We’re looking for your food memories

I recently heard a wonderful edition of the BBC’s Food Programme that followed artist Sophie Herxheimer’s mission to gather food stories in and around Margate. As she listened, she’d draw the memory and give the storyteller a copy. Once the idea was sown, lots of food memories came flooding back (You can still see drawings on Pie Days and Holidays website).

What do I mean as a food memories. I don’t mean the ones where you say “oh that was the best meal of my life”. I mean the ones that instantly take you back to a time and place.

I wonder whether I gathered one recently, at the Clandestine Cake Club meeting in Edinburgh? Picture nearly 30 women sampling 20 or so delicious homemade cakes and chattering with people who up to that point had just been a Twitter name. I do hope so.

Feasting at the Clandestine Cake Club

Feasting at the Clandestine Cake Club

More likely, it’ll be something from your childhood. When I was at school we still had cooked from scratch school dinners. I remember little of the savoury dishes, but I know I that’s where I started a lifelong love of rice pudding (which was served with rosehip syrup). On the other hand my husband has complete loathing of rice pudding due to the way it was served at his school.

My Dad’s favourite food memory is his mother making Cornish pasties. As someone born and brought up in London that was a little surprising until I learnt that his grandmother has been born in Cornwall and had passed the dish onto her daughter.

A glass yogurt pot

Nice or nasty?

Memories also evoke the first time you tried something. Picture us on a school trip to France and being served some weird sour white stuff in glass jars. Disgust all round until someone added sugar. It was yogurt!

Ian Goodall from Appliances Online , who sell cookers‘s food memory is of celebrating his new found freedom with BBQ goodies ( a massive 1 and a ¼ racks of ribs and a chicken breast lathered in BBQ sauce) after 3 years as a student living on baked beans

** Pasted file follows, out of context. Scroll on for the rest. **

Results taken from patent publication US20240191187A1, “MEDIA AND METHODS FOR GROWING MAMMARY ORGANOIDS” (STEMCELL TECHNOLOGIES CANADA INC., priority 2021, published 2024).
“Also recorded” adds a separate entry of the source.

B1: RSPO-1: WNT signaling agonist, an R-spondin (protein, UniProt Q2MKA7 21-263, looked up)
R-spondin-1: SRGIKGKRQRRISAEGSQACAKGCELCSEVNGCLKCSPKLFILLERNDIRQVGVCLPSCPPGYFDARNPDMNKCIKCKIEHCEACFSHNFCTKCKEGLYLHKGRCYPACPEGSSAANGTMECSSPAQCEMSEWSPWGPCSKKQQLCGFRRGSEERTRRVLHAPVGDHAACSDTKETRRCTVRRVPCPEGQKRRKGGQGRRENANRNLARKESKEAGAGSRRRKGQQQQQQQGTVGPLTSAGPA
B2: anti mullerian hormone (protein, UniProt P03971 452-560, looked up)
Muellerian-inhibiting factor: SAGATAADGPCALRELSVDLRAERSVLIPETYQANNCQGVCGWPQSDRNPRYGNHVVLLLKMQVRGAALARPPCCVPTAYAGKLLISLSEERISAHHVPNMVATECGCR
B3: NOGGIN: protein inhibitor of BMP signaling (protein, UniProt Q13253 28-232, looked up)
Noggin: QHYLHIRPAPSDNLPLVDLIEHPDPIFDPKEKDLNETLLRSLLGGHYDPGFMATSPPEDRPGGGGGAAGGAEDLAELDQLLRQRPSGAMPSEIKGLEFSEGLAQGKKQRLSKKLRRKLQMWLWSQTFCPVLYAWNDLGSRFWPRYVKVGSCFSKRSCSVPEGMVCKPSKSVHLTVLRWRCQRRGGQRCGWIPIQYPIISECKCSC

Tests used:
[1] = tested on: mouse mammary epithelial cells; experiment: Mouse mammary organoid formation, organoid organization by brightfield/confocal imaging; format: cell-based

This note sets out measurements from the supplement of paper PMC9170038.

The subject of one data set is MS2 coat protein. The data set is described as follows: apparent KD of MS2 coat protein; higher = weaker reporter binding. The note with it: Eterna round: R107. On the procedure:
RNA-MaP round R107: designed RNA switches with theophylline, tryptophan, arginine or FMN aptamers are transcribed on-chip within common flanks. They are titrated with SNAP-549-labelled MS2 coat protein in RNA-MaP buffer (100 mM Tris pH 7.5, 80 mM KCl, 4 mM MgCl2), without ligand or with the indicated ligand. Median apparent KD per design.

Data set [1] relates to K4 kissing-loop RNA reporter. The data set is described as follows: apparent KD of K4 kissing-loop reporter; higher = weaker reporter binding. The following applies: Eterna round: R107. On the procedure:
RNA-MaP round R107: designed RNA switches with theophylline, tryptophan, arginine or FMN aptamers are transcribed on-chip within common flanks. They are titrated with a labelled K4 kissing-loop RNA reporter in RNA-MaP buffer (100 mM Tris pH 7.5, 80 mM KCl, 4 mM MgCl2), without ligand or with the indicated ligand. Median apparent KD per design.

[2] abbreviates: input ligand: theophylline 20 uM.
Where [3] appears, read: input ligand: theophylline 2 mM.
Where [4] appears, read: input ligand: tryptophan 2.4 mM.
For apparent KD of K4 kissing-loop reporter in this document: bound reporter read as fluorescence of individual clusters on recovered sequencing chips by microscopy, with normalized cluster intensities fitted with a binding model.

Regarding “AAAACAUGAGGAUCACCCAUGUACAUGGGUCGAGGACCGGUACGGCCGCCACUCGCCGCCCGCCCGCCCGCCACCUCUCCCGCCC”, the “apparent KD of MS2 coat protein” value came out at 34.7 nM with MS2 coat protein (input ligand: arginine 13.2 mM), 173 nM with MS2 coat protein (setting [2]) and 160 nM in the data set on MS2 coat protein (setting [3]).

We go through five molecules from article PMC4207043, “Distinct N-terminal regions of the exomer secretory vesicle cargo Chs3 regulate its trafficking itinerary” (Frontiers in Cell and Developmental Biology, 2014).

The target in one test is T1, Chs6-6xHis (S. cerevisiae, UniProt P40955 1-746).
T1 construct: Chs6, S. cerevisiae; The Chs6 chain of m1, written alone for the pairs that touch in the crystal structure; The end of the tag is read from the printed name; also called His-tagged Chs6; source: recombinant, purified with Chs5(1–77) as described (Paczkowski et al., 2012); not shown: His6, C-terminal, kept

So, to inspire you some lovely memories from Edinburgh Foody co-writer Caroline von Schmalensse and the lovely Ruth Clemens, the Pink Whisk @thepinkwhisk

Caroline: “When I was seven, we spent the summer in Menton on the French riviera. On Bastille day we were invited for dinner at a restaurant in the mountains. I don’t remember much of the meal – I don’t remember much about the summer other than it was warm and carefree – but I remember the first course: ravioli. I loved ravioli but the ravioli I had eaten came in tins: soggy pasta parcels filled with dodgy mince and surrounded by faintly tomato flavoured red sauce. This ravioli was completely different. The pasta was white and firm, there was no sauce except a little olive oil and the plump pillows were filled with fragrant herbs. It was ravioli like nothing I’ve had since and food like nothing I’d had up till then”.

Ruth: My Dad was a keen breadmaker. In the way of cooking and baking he did very little, but breadmaking was his Sunday afternoon treat. We would then have the pleasure of his freshly baked bread for our packed lunches at school on Monday. I remember sitting in my classroom one Monday, opening my lunch box and finding to my horror one bright green sandwich and one bright red sandwich. As a joke he had added red and green food colouring to his dough. I was mortified and although my friends thought it was hilarious I couldn’t bring myself to eat green or red sandwiches. There’s something in the brain that tells you it’s wrong – very rightly so! There was hell to pay when I caught up with him, and he never did it again.

Go on, share your memories, and pass the message on!

Check out more food memories in the comments see below

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About Bread Baker Danielle

Danielle founded Edinburgh Foody in 2010. Having qualified as a professional bread baker in France in 2014, she is now on a new adventure in Gloucestershire. Check out severnbites.com Look out for occasional posts for Edinburgh Foody


  1. Every winter when I was a kid my father would make potato candy, taffy and chocolate fudge. He would have all three kids “helping” him and it must have taken all day because we all got a turn and each felt like we’d really done the job.

    Once the candy was done he would plate it up and each of us would carry a small plate with one piece and take it to my mother. She’d gush and tell us how clever we were.

    THEN we got to eat them. I can’t eat a peppermint patty today without thinking of my father and what terrific dad he was.